Synopses & Reviews
The most recognized detective in all of literature, Sherlock Holmes emerged on the crime scene in A Study in Scarlet
in 1887. His deductive reasoning, keen insight, skillful observations, and investigative tactics became the tools necessary to solve riveting and intriguing crimes that continue to delight generations of readers. Discover or rediscover the joys of these fascinating mysteries. Now Signet Classics, the Chamberlain Bros. edition presents Sherlock Holmes in this compelling collection, which contains such classics as:
- A Scandal in Bohemia
- The Red-Headed League
- The Boscombe Valley Mystery
- The Adventure of the Dancing Men
- The Five Orange Pips
- The Man with the Twisted Lip
- The Adventure of the Blue Carbuncle
- The Adventure of the Speckled Band
- The Adventure of the Empty House
- The Adventure of the Norwood Builder
- The Adventure of the Beryl Coronet
- The Adventure of the Copper Beeches
And ten others!
@KeepDiggingWatson Why are the lights at 221 Baker Street so damn bright in the morning? Why does Watson talk so loud? Elementary, my dear STFU!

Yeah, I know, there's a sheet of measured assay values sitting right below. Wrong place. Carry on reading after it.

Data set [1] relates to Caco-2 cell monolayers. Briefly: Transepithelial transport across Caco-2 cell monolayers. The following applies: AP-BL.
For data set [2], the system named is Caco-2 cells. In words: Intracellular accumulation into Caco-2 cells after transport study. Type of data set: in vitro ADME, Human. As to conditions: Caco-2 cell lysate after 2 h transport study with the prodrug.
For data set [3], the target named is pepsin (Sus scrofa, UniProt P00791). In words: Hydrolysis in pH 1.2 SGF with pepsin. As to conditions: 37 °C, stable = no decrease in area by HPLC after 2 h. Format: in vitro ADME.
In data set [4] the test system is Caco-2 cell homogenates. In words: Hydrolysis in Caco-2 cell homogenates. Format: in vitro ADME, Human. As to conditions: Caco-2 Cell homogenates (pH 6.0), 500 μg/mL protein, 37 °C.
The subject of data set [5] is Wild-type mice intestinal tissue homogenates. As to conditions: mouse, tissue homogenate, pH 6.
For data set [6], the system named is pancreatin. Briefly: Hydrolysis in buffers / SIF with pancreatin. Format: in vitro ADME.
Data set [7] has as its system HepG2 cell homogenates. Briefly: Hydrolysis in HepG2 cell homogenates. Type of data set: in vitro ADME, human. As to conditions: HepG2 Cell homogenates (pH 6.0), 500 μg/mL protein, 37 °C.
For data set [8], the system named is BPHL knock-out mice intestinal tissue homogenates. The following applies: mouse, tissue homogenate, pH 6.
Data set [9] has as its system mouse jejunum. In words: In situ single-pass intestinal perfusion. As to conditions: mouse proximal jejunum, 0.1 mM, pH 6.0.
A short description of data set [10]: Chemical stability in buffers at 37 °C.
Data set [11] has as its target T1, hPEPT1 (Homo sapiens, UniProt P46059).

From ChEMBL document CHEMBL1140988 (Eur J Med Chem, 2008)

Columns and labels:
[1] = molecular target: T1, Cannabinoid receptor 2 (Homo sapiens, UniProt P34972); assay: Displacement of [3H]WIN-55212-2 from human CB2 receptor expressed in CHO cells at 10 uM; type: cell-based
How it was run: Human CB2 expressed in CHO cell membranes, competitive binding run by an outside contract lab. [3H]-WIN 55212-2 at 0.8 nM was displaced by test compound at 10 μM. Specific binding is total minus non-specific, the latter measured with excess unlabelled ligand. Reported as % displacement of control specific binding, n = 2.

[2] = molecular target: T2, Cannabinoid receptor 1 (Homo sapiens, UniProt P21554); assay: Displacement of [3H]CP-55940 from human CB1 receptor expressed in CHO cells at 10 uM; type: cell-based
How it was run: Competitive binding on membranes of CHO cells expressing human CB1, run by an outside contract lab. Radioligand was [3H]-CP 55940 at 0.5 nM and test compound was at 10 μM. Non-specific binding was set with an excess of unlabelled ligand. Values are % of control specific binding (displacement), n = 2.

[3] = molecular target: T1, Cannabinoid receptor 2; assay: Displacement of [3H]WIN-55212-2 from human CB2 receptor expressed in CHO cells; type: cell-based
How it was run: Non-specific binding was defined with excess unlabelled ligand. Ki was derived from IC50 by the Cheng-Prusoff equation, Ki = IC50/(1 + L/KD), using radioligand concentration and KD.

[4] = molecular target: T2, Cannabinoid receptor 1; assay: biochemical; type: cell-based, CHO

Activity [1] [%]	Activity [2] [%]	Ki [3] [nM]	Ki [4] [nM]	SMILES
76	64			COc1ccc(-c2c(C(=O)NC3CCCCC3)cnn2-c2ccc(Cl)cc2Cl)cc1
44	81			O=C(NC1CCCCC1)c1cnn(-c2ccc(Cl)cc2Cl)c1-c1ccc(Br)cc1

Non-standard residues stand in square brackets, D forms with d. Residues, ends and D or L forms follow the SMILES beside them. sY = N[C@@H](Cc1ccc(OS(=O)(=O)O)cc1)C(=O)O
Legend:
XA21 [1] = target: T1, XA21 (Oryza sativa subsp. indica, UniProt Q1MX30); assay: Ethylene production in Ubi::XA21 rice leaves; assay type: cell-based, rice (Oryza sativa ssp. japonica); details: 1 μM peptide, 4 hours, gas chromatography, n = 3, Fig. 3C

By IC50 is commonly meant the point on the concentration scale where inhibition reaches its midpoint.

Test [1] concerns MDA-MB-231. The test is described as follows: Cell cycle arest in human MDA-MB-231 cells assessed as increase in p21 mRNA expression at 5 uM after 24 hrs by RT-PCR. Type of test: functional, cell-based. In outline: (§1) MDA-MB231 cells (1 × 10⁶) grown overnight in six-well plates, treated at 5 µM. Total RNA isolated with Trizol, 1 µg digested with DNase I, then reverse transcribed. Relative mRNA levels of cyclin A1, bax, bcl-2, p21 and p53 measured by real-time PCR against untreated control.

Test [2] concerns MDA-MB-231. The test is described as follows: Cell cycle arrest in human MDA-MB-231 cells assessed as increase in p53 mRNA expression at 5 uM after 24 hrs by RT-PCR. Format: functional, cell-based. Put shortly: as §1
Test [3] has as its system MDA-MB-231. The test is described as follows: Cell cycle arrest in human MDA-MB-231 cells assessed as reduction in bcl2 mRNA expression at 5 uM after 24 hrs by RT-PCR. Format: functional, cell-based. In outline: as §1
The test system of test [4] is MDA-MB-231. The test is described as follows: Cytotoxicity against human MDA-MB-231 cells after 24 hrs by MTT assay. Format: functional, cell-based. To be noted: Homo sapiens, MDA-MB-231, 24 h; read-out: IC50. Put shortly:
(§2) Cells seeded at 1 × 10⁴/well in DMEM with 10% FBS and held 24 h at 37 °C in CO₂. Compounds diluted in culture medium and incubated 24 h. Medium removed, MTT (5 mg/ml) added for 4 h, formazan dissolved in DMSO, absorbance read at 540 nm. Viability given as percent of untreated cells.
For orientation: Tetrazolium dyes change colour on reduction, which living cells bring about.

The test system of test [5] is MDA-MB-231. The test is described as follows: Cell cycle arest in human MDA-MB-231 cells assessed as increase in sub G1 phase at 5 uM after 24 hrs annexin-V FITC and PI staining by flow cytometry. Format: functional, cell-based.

From Twitterature: The World's Greatest Books in Twenty Tweets or Less
He's rude, arrogant, cold, unfriendly, and easily bored. But nobody minds, because Sherlock Holmes is a genius at solving mysteries. This collection includes unabridged tales of blackmail, lost fortunes, and, of course, murder.
This is a series of short stories about a detective Sherlock Holmes, and his assistant, Dr. Watson. The detective is at the height of his powers and the volume is full of famous cases, including 'The Red-Headed League, ' 'The Blue Carbuncle, ' and 'The Speckled Band.'
About the Author
Sir Arthur Conan Doyle was born in Edinburgh in 1859. After nine years in Jesuit schools, he went to Edinburgh University, receiving a degree in medicine in 1881. He then became an eye specialist in Southsea, with a distressing lack of success. Hoping to augment his income, he wrote his first story, A Study in Scarlet. His detective, Sherlock Holmes, was modeled in part after Dr. Joseph Bell of the Edinburgh Infirmary, a man with spectacular powers of observation, analysis, and inference. Conan Doyle may have been influenced also by his admiration for the neat plots of Gaboriau and for Poe’s detective, M. Dupin. After several rejections, the story was sold to a British publisher for £25, and thus was born the world’s best-known and most-loved fictional detective. Fifty-nine more Sherlock Holmes adventures followed. Once, wearying of Holmes, his creator killed him off, but was forced by popular demand to resurrect him. Sir Arthur—he had been knighted for this defense of the British cause in his The Great Boer War—became an ardent Spiritualist after the death of his son Kingsley, who had been wounded at the Somme in World War I. Sir Arthur Conan Doyle died in Sussex in 1930.